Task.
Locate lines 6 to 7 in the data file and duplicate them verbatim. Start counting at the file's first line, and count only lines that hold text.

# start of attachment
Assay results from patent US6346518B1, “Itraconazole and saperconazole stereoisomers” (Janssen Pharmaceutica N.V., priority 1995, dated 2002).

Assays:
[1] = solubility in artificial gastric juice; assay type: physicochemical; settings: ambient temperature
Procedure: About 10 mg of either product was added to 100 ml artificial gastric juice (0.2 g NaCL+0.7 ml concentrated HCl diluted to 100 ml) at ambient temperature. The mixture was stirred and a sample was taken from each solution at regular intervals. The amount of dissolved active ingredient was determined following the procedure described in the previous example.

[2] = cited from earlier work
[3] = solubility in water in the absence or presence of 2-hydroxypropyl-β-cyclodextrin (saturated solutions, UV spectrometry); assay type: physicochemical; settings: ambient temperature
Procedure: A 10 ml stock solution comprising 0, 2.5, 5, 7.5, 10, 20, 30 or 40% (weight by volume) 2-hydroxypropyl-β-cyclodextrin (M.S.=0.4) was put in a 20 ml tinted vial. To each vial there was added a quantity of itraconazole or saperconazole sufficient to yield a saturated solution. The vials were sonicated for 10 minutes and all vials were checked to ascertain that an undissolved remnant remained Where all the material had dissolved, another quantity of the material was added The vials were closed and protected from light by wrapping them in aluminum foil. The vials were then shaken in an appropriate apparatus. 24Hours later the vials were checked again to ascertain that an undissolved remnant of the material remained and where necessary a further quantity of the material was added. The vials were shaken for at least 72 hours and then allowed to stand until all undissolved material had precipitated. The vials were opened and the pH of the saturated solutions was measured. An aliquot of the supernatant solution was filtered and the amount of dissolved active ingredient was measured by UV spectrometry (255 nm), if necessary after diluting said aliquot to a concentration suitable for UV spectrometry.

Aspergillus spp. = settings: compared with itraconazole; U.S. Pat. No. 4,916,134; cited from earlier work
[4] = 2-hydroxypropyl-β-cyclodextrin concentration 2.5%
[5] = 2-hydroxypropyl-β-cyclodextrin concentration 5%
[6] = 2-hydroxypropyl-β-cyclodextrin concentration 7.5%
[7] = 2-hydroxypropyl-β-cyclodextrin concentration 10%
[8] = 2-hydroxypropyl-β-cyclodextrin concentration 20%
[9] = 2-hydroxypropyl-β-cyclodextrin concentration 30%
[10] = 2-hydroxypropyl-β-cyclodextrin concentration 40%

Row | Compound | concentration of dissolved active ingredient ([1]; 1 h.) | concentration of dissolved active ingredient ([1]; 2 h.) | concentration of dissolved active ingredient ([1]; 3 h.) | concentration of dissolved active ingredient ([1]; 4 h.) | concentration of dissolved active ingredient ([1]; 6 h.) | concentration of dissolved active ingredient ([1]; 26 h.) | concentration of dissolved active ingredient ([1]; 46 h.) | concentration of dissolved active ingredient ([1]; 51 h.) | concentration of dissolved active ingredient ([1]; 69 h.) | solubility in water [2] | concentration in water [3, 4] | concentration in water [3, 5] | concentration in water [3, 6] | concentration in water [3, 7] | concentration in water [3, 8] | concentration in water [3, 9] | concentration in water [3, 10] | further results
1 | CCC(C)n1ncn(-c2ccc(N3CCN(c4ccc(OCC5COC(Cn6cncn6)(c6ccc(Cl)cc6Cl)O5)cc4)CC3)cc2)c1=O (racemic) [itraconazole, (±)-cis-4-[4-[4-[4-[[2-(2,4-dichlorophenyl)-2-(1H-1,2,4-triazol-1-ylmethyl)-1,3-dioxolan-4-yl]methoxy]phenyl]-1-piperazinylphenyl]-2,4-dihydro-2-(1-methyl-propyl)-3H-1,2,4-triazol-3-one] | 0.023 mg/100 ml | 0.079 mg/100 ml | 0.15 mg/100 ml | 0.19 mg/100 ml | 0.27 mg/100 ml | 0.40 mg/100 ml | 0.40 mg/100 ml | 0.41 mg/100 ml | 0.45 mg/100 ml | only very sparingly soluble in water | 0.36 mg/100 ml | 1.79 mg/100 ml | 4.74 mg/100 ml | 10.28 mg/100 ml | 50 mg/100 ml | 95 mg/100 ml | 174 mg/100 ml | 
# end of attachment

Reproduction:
[3] = solubility in water in the absence or presence of 2-hydroxypropyl-β-cyclodextrin (saturated solutions, UV spectrometry); assay type: physicochemical; settings: ambient temperature
Procedure: A 10 ml stock solution comprising 0, 2.5, 5, 7.5, 10, 20, 30 or 40% (weight by volume) 2-hydroxypropyl-β-cyclodextrin (M.S.=0.4) was put in a 20 ml tinted vial. To each vial there was added a quantity of itraconazole or saperconazole sufficient to yield a saturated solution. The vials were sonicated for 10 minutes and all vials were checked to ascertain that an undissolved remnant remained Where all the material had dissolved, another quantity of the material was added The vials were closed and protected from light by wrapping them in aluminum foil. The vials were then shaken in an appropriate apparatus. 24Hours later the vials were checked again to ascertain that an undissolved remnant of the material remained and where necessary a further quantity of the material was added. The vials were shaken for at least 72 hours and then allowed to stand until all undissolved material had precipitated. The vials were opened and the pH of the saturated solutions was measured. An aliquot of the supernatant solution was filtered and the amount of dissolved active ingredient was measured by UV spectrometry (255 nm), if necessary after diluting said aliquot to a concentration suitable for UV spectrometry.